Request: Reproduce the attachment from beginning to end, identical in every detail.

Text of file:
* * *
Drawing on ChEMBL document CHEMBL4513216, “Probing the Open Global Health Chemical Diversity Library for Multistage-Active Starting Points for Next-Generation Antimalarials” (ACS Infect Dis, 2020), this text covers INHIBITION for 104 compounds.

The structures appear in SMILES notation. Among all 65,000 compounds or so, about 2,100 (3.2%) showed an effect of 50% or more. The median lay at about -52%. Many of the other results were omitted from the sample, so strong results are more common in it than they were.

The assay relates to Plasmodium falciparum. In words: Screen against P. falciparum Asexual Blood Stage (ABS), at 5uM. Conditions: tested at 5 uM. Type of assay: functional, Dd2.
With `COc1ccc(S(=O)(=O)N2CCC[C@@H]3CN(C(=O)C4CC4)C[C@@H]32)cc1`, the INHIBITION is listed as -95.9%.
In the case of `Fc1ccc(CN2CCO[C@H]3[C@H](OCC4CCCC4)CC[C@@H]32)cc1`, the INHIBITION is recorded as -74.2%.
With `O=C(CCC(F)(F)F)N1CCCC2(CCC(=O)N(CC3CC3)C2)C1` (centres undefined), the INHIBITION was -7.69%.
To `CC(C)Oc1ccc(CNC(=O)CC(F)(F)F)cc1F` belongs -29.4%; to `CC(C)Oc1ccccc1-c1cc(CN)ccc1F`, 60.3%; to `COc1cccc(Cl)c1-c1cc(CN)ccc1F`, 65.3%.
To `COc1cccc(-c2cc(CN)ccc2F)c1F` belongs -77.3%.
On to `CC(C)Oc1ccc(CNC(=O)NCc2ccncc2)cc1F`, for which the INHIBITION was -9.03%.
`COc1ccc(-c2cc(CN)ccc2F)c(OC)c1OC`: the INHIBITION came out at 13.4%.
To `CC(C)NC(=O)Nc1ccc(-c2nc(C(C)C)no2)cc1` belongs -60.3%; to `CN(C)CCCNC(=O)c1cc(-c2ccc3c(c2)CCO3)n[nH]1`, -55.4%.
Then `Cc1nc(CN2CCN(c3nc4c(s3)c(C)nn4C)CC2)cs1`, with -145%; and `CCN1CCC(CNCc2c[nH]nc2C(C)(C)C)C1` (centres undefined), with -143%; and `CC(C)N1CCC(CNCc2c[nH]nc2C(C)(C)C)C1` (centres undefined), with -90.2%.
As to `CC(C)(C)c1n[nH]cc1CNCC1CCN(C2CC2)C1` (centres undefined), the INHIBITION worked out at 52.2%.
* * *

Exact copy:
Drawing on ChEMBL document CHEMBL4513216, “Probing the Open Global Health Chemical Diversity Library for Multistage-Active Starting Points for Next-Generation Antimalarials” (ACS Infect Dis, 2020), this text covers INHIBITION for 104 compounds.

The structures appear in SMILES notation. Among all 65,000 compounds or so, about 2,100 (3.2%) showed an effect of 50% or more. The median lay at about -52%. Many of the other results were omitted from the sample, so strong results are more common in it than they were.

The assay relates to Plasmodium falciparum. In words: Screen against P. falciparum Asexual Blood Stage (ABS), at 5uM. Conditions: tested at 5 uM. Type of assay: functional, Dd2.
With `COc1ccc(S(=O)(=O)N2CCC[C@@H]3CN(C(=O)C4CC4)C[C@@H]32)cc1`, the INHIBITION is listed as -95.9%.
In the case of `Fc1ccc(CN2CCO[C@H]3[C@H](OCC4CCCC4)CC[C@@H]32)cc1`, the INHIBITION is recorded as -74.2%.
With `O=C(CCC(F)(F)F)N1CCCC2(CCC(=O)N(CC3CC3)C2)C1` (centres undefined), the INHIBITION was -7.69%.
To `CC(C)Oc1ccc(CNC(=O)CC(F)(F)F)cc1F` belongs -29.4%; to `CC(C)Oc1ccccc1-c1cc(CN)ccc1F`, 60.3%; to `COc1cccc(Cl)c1-c1cc(CN)ccc1F`, 65.3%.
To `COc1cccc(-c2cc(CN)ccc2F)c1F` belongs -77.3%.
On to `CC(C)Oc1ccc(CNC(=O)NCc2ccncc2)cc1F`, for which the INHIBITION was -9.03%.
`COc1ccc(-c2cc(CN)ccc2F)c(OC)c1OC`: the INHIBITION came out at 13.4%.
To `CC(C)NC(=O)Nc1ccc(-c2nc(C(C)C)no2)cc1` belongs -60.3%; to `CN(C)CCCNC(=O)c1cc(-c2ccc3c(c2)CCO3)n[nH]1`, -55.4%.
Then `Cc1nc(CN2CCN(c3nc4c(s3)c(C)nn4C)CC2)cs1`, with -145%; and `CCN1CCC(CNCc2c[nH]nc2C(C)(C)C)C1` (centres undefined), with -143%; and `CC(C)N1CCC(CNCc2c[nH]nc2C(C)(C)C)C1` (centres undefined), with -90.2%.
As to `CC(C)(C)c1n[nH]cc1CNCC1CCN(C2CC2)C1` (centres undefined), the INHIBITION worked out at 52.2%.